On the other hand, it would perhaps be unfortunate if too much importance were attached to the idea of a bridge as a decorative object or as a "statement" of some artistic principle. The curved objects on this bridge are necessary counterweights, which could be of any shape that would provide the correct moment to counter the weight of the span. These shapes have the merit that they get the centre of gravity away from the pivot and maximise the moment. They could, of course, have been given more prosaic shapes, and certainly more ugly ones. What do you think about this, and also about the piers at the left end of the span?
To get to the other side
This is the answer to an old and feeble riddle, but it's obviously an answer to the question - "Why is there a bridge here?" But in some special cases this utilitarian answer is not the important one. Wilton House in Wiltshire possesses a Palladian bridge, built in 1737 by Henry Herbert, 9th Earl of Pembroke. This design was copied at Prior Park, Bath and Stowe, Buckinghamshire. A massive bridge, in a completely different style, by Vanbrugh, is found in Blenheim Park. No doubt the owners of these lands occasionally strolled across these bridges, but their decorative effects, and their statements about the taste and wealth of their owners, were probably as important as the practical considerations, for the actual crossing could be made using much simpler and cheaper constructions.
Crossing the bridge - one
You are crossing a magnificent suspension bridge, but you hardly notice it. You are less than ten minutes away from the building where you will, if all goes well, sign the business deal that will make your reputation.
Crossing the bridge - two
You are crossing a bridge, alone, in the dark of the night. You know that as you cross, another is crossing from the other side, though you cannot see. You know know, too that like you, the other is already smiling with pleasure, because you are lovers, meeting in secret because the people on the two sides of river are antagonistic toward each other.
Crossing the bridge - three
You are crossing a bridge, alone, in the dark of the night. You know that as you cross, another is crossing from the other side. You will pass in the middle, neither looking nor acknowledging. You both know that there are hidden infra-red watchers. This is an exchange of prisoners, and in another minute you will be free.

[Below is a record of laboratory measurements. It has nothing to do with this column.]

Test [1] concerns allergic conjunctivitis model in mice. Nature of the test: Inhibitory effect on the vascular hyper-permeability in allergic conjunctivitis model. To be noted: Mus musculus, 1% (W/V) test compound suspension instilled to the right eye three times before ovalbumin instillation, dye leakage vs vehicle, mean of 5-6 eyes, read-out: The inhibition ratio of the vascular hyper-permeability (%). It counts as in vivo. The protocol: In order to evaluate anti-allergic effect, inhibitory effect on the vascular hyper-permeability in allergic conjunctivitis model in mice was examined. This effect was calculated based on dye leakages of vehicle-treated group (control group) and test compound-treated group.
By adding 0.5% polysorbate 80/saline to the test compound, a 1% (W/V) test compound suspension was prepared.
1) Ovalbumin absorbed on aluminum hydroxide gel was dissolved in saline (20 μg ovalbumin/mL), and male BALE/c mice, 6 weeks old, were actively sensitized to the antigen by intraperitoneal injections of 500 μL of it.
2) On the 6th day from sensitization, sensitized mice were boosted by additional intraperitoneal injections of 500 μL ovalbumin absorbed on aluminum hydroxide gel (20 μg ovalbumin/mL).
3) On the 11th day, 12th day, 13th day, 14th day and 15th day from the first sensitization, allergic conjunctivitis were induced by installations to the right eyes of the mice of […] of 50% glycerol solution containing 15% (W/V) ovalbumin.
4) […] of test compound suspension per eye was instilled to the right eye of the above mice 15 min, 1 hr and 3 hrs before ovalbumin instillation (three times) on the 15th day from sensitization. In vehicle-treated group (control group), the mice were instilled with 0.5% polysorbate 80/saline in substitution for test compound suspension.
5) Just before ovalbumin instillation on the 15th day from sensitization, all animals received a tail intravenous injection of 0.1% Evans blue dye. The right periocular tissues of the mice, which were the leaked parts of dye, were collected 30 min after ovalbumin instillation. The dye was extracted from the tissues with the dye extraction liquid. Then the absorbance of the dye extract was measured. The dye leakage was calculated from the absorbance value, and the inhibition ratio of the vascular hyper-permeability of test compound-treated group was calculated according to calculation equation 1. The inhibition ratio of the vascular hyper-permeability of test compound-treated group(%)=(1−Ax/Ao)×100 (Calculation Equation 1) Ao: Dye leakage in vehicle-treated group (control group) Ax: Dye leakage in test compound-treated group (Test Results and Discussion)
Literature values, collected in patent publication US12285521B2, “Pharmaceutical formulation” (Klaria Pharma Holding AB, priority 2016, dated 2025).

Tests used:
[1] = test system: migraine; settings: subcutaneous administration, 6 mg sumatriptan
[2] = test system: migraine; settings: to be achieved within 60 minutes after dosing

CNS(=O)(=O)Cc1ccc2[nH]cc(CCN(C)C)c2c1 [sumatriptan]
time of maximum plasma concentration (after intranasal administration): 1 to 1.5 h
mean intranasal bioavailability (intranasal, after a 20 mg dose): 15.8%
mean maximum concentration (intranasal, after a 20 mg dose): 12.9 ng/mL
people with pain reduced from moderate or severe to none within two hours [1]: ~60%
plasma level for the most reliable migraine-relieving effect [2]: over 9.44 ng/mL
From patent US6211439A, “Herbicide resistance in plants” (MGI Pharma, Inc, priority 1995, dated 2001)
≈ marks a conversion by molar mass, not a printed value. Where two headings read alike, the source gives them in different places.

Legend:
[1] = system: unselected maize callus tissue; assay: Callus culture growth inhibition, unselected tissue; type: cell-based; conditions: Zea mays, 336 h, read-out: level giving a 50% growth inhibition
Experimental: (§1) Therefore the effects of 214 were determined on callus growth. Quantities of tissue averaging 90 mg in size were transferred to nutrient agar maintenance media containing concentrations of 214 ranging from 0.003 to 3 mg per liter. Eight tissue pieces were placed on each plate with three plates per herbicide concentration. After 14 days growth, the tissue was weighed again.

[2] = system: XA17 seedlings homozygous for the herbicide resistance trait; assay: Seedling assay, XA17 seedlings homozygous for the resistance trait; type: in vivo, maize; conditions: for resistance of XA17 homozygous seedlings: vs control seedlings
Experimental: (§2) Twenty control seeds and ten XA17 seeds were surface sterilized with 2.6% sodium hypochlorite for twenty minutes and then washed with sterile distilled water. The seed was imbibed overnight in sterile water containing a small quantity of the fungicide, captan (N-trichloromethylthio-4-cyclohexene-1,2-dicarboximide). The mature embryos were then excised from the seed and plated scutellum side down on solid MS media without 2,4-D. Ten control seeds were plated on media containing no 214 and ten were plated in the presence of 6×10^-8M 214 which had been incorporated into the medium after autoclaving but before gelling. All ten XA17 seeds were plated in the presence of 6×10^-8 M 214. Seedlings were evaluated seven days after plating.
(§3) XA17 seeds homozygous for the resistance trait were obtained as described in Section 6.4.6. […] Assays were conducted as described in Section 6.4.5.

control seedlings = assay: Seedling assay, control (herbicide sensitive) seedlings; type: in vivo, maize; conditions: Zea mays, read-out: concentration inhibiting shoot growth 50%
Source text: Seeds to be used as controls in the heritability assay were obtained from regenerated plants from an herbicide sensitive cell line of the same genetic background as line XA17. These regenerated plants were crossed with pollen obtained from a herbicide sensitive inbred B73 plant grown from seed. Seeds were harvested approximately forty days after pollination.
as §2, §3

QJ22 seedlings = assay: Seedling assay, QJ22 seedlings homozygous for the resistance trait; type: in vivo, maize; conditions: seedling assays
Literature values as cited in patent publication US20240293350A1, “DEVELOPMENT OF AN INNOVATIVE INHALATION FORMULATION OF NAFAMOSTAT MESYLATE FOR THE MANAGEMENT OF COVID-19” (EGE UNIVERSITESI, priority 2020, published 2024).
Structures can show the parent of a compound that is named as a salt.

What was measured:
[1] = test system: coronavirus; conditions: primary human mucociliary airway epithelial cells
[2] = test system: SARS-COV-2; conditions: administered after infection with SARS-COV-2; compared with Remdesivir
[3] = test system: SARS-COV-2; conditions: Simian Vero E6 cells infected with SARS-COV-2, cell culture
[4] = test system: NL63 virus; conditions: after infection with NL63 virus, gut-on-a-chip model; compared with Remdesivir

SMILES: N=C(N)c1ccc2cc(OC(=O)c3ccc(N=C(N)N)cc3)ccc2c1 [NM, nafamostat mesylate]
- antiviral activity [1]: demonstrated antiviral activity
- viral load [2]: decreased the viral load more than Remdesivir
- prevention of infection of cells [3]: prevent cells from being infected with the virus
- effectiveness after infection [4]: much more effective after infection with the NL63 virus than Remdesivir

Crossing the bridge - four
You are crossing a bridge. As you emerge into the open, another emerges on the other side. In the centre of the bridge is a table, almost surrounded by guards, officials and journalists. You will do very little when you meet your counterpart, simply shake hands, sit with her at the table, sign the peace treaty between your countries, shake hands again, and pose for the photographers.
Crossing the bridge - five
You are crossing a bridge, alone, in the dark of the night. As you start to cross, another figure emerges from the shadows on the other side, one you will not see or meet, for this figure is your death approaching. You are going to walk to the middle of the bridge. You are going to hesitate for a few seconds, and then you are going to do what you have planned, and jump into the blackness. But some people are alive who planned this action, because they saw a notice on the approach to the bridge. The notice referred to Samaritans.
Crossing the bridge - six
You are crossing the bridge. So are hundreds of other people. The bridge is ancient. The bridge is new. How? Because it was destroyed in a war, and now it has been rebuilt. Today is has been re-opened, and people are crossing it to symbolise an attempt to harmonize their communities again.
Crossing the bridge - seven
You still haven't crossed the bridge, even after seven hours of supreme effort. Most of your colleagues are dead or dying. Unless the promised reinforcements come soon, you will face the choice of death or surrender.
Bridges for Strolling and Viewing
In Japan and China, the design of gardens was for a very long time a high art. Bridges were provided along the strolling route, though of course the route could have been diverted to avoid crossing the water. But the existence of these bridges was often fundamental to the design. When viewed from a distance, they were not only a part of the composition, but they also acted as a obstacles that partially concealed what lay behind. Even when actually being used to get to the other side, they performed a very important function, by defining viewpoints. A humped arch bridge invites the stroller to stop on the crown and admire the view. Other bridges might be provided with sharp corners or steps, again, strong hints that these were the correct viewpoints, for the gardens, though attractive from any position, were designed to form ideal compositions when viewed from these places.
The pictures below show some typical Japanese garden bridges.